(also IR, infrared wireless networking)
Infrared refers (IR) to a wireless mobile method that transfers data over short-to-mid ranges in order for devices to communicate. It has a longer wavelength than visible light but shorter than radio waves. IR radiation is not visible to the human eye, but only specific electronic sensors and cameras can detect it. Yet infrared has limitations, including a limited range, line-of-sight limitations, limited data transfer rate, susceptibility to interference, limited penetration, and security risks. Hackers still manage to misuse this technology to their advantage.
- Spoofing devices on the same network. Infrared smart light bulbs can serve as the ideal solution for hackers to spoof all connected devices on one Wi-Fi network. Then, they can cause data leaks or steal confidential data, such as IP addresses.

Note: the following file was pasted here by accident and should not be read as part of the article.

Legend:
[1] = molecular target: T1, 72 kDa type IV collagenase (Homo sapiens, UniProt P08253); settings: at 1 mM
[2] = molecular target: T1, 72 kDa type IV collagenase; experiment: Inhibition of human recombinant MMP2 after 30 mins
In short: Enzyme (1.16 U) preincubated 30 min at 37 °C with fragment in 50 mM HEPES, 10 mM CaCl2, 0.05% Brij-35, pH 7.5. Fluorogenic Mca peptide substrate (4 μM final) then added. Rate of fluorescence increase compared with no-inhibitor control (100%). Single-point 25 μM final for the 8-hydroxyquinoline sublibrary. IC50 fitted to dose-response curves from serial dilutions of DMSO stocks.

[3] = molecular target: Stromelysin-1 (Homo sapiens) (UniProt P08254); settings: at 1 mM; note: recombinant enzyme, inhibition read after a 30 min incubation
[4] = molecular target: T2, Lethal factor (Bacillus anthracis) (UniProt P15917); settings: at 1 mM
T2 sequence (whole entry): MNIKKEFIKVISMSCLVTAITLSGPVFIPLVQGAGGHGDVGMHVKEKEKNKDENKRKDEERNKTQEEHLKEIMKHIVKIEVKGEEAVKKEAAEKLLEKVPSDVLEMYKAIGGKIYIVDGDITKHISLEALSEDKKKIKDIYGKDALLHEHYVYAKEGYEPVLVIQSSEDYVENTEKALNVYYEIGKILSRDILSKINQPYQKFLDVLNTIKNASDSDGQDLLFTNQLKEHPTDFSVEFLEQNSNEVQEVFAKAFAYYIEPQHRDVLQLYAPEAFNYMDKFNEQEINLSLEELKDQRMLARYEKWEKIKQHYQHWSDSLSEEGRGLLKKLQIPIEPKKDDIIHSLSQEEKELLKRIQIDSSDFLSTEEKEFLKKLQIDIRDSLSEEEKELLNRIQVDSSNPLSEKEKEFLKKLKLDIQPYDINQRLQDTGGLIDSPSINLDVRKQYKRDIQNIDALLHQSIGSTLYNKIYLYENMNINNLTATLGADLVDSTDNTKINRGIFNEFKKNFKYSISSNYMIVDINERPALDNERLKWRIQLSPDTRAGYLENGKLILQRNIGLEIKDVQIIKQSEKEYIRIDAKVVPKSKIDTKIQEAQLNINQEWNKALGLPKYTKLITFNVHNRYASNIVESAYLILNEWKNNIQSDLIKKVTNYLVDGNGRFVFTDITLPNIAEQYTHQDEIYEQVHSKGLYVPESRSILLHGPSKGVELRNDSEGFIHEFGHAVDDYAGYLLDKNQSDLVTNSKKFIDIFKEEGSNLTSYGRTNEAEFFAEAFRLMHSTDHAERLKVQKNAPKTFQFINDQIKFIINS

- Hackers can control the infrared wave. Once they intercept the connection, they will be able to constantly monitor the data that two devices share and steal data users store on their computers, such as login credentials, messages, and emails. Such hacking requires advanced technical knowledge and equipment and is therefore less common than other types of attacks.
- Steal IoT data. As many IoT devices utilize infrared bulbs, hackers can use them to exploit vulnerabilities and steal sensitive user data.
- Monitor security cameras. By intercepting infrared waves, hackers can access the company’s security cameras, which may assist hackers in monitoring the company’s actions and entering their security system through the cameras.